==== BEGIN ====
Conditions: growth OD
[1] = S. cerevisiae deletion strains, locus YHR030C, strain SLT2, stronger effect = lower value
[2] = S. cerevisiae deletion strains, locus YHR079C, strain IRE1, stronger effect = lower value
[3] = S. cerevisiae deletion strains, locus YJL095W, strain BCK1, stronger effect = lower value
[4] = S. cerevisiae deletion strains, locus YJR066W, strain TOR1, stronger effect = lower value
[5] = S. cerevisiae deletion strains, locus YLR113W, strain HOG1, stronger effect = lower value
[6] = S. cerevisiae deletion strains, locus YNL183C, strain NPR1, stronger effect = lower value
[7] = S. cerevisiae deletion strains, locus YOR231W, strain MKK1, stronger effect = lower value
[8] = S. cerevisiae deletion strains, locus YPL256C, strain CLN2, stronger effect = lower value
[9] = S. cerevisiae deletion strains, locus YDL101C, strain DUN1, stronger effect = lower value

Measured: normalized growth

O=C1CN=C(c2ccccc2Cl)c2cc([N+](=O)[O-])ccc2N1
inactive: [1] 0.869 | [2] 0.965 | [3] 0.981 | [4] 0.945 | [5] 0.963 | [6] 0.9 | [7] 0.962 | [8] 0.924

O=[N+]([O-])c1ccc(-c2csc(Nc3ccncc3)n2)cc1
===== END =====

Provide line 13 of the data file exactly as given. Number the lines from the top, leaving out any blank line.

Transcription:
inactive: [1] 0.869 | [2] 0.965 | [3] 0.981 | [4] 0.945 | [5] 0.963 | [6] 0.9 | [7] 0.962 | [8] 0.924